This site uses cookies to provide you with a more responsive and personalised service. By using this site you agree to our use of cookies. Please read our cookie notice for more information on the cookies we use and how to delete or block them.
The full functionality of our site is not supported on your browser version, or you may have 'compatibility mode' selected. Please turn off compatibility mode, upgrade your browser to at least Internet Explorer 9, or try using another browser such as Google Chrome or Mozilla Firefox.

SEC chair discusses concerns in the equity market structure

  • Speech — gray Image

Oct 03, 2013

At the Security Traders Association’s 80th Annual Market Structure Conference, SEC Chair Mary Jo White shared her thoughts on how to ensure that the U.S. equity markets continue to serve the interests of all investors.

Ms. White noted that investors and public companies are the key groups that determine the success and failure of the equity markets, but she also noted that strong secondary markets are needed to allow companies to attract investors to raise capital in primary offerings. In recent years, the number of U.S.-listed companies has dropped from more than 8,000 in 1997 to approximately 4,900 currently and the equity participation rate has dropped in recent years from its high in 2007 of 65 percent of U.S. households. Ms. White noted that the SEC needs to focus on the fundamentals of the markets in order to address the problems present in the equity market structure. She outlined three important fundamentals that will be the subject of SEC focus:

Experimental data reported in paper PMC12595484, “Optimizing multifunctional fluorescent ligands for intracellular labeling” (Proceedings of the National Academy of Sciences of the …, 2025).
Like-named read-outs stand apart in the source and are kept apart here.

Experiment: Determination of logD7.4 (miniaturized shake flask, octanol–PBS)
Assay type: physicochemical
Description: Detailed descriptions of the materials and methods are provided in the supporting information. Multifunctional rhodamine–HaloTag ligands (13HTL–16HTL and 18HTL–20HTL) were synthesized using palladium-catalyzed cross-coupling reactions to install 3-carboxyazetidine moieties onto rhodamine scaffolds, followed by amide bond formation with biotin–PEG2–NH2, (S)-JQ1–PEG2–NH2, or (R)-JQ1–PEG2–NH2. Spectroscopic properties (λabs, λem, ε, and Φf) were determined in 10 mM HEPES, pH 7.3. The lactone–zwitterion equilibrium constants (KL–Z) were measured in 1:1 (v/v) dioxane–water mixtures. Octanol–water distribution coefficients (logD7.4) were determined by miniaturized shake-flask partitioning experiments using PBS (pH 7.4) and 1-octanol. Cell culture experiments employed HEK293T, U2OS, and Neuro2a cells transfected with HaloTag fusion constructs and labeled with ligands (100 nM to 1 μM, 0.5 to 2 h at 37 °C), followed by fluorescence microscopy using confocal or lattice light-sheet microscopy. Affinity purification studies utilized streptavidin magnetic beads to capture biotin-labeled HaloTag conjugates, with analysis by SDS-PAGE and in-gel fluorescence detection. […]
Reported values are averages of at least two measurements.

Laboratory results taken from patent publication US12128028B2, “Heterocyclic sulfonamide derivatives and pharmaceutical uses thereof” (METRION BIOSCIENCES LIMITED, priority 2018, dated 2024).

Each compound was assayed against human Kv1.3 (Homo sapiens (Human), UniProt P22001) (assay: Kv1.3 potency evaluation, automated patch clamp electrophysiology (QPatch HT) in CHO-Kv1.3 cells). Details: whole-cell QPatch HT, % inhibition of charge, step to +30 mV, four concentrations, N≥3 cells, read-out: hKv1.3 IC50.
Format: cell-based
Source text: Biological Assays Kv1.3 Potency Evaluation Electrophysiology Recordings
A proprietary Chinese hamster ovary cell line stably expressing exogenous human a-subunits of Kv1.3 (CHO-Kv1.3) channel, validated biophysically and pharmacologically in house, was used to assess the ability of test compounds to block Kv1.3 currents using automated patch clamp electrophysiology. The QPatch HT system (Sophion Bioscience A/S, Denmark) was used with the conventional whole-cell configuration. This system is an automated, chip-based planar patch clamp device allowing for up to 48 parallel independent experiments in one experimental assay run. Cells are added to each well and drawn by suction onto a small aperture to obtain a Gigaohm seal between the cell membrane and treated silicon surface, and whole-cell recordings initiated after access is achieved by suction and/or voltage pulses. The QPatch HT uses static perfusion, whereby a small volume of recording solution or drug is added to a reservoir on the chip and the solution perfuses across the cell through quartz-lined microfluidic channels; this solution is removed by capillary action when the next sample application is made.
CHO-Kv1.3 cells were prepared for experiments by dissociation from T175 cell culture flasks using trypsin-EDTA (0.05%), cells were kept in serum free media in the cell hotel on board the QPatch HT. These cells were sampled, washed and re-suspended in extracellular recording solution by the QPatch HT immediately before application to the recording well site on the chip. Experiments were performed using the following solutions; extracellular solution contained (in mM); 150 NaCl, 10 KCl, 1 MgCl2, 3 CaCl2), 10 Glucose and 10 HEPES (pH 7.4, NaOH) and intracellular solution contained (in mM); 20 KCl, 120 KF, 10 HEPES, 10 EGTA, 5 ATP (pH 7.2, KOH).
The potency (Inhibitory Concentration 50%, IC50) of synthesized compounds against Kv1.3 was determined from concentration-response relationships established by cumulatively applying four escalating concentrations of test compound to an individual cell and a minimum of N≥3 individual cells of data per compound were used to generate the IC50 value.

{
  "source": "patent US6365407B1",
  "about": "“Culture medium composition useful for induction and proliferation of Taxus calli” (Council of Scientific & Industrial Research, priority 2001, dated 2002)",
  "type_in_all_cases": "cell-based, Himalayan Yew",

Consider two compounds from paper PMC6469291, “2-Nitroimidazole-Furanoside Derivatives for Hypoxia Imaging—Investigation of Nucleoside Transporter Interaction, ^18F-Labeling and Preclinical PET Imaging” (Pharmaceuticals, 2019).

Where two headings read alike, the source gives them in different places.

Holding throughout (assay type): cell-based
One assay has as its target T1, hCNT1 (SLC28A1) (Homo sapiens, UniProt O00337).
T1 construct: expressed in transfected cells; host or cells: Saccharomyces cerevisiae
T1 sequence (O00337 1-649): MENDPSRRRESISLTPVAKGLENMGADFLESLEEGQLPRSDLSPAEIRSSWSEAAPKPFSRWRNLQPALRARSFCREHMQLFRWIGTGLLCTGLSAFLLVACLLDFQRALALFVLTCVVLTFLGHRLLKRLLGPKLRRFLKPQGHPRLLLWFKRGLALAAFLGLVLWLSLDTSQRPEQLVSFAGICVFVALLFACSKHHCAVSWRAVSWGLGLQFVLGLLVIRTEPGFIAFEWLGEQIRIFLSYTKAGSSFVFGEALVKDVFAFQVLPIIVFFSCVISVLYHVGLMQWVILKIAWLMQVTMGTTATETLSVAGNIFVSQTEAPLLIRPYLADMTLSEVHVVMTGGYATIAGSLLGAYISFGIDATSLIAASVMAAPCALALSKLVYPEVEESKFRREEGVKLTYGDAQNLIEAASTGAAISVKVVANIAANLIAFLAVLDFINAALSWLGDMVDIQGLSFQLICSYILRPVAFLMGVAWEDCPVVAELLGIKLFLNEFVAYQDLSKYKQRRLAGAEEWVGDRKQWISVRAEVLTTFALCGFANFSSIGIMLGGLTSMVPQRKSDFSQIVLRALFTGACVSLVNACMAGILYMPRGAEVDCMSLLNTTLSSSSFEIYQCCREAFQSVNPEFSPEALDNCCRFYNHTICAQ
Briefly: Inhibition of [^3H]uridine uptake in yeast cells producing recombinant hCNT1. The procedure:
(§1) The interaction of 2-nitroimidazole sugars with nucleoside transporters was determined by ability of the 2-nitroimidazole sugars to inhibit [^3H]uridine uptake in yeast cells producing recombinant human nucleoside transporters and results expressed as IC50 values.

• Operational integrity: A focus on operational integrity is needed in the highly technological markets to strive towards zero errors and no interruptions in the markets. Broker-dealers, exchanges, alternative trading platforms, and other systems are all part of the market system and the SEC is including each one in its focus on operational integrity.
  • Market structure assumptions: Challenging the assumptions that underlie today’s market structure is important because technology and trading practices are constantly evolving. Ms. White specifically noted two assumptions that are the focus of the SEC’s review: a one-size-fits-all market structure and the exchange competition and self-regulatory model.
  • Empirical evidence: Decisions about the markets should be based on empirical evidence, instead of anecdotal information. Ms. White noted that the SEC is working toward developing better sources for this evidence and is launching a Web site shortly to provide the empirical information it has gathered through MIDAS so users have access to key market metrics and trends.

Please click for the full text of the speech on the SEC's Web site.

Correction list for hyphenation

These words serve as exceptions. Once entered, they are only hyphenated at the specified hyphenation points. Each word should be on a separate line.